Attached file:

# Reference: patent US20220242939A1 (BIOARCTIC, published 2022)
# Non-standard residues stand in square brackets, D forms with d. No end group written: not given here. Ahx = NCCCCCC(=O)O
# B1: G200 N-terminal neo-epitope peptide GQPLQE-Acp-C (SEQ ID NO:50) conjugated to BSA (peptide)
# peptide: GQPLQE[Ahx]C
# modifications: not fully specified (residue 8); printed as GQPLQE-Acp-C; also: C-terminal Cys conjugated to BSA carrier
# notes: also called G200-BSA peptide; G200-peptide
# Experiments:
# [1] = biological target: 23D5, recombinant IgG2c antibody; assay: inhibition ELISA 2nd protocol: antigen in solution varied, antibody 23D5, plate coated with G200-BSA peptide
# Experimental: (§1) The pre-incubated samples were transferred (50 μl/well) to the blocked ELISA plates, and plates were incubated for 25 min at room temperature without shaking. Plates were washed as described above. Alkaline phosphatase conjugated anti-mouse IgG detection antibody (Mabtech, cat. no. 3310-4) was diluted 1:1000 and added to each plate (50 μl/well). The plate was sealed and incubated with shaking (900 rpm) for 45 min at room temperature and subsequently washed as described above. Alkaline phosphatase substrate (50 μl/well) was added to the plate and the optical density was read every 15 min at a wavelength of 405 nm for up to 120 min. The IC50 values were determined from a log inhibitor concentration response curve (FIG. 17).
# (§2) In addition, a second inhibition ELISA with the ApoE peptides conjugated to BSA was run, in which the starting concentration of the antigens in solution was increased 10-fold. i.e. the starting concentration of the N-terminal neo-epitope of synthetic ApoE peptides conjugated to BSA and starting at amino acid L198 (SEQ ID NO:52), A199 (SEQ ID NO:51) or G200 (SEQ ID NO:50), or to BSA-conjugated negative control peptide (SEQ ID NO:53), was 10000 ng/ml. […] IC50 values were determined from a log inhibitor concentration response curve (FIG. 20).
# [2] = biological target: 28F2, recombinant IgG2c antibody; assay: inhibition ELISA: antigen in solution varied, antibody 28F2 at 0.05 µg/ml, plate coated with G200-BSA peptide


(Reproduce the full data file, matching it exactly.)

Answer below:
# Reference: patent US20220242939A1 (BIOARCTIC, published 2022)
# Non-standard residues stand in square brackets, D forms with d. No end group written: not given here. Ahx = NCCCCCC(=O)O
# B1: G200 N-terminal neo-epitope peptide GQPLQE-Acp-C (SEQ ID NO:50) conjugated to BSA (peptide)
# peptide: GQPLQE[Ahx]C
# modifications: not fully specified (residue 8); printed as GQPLQE-Acp-C; also: C-terminal Cys conjugated to BSA carrier
# notes: also called G200-BSA peptide; G200-peptide
# Experiments:
# [1] = biological target: 23D5, recombinant IgG2c antibody; assay: inhibition ELISA 2nd protocol: antigen in solution varied, antibody 23D5, plate coated with G200-BSA peptide
# Experimental: (§1) The pre-incubated samples were transferred (50 μl/well) to the blocked ELISA plates, and plates were incubated for 25 min at room temperature without shaking. Plates were washed as described above. Alkaline phosphatase conjugated anti-mouse IgG detection antibody (Mabtech, cat. no. 3310-4) was diluted 1:1000 and added to each plate (50 μl/well). The plate was sealed and incubated with shaking (900 rpm) for 45 min at room temperature and subsequently washed as described above. Alkaline phosphatase substrate (50 μl/well) was added to the plate and the optical density was read every 15 min at a wavelength of 405 nm for up to 120 min. The IC50 values were determined from a log inhibitor concentration response curve (FIG. 17).
# (§2) In addition, a second inhibition ELISA with the ApoE peptides conjugated to BSA was run, in which the starting concentration of the antigens in solution was increased 10-fold. i.e. the starting concentration of the N-terminal neo-epitope of synthetic ApoE peptides conjugated to BSA and starting at amino acid L198 (SEQ ID NO:52), A199 (SEQ ID NO:51) or G200 (SEQ ID NO:50), or to BSA-conjugated negative control peptide (SEQ ID NO:53), was 10000 ng/ml. […] IC50 values were determined from a log inhibitor concentration response curve (FIG. 20).
# [2] = biological target: 28F2, recombinant IgG2c antibody; assay: inhibition ELISA: antigen in solution varied, antibody 28F2 at 0.05 µg/ml, plate coated with G200-BSA peptide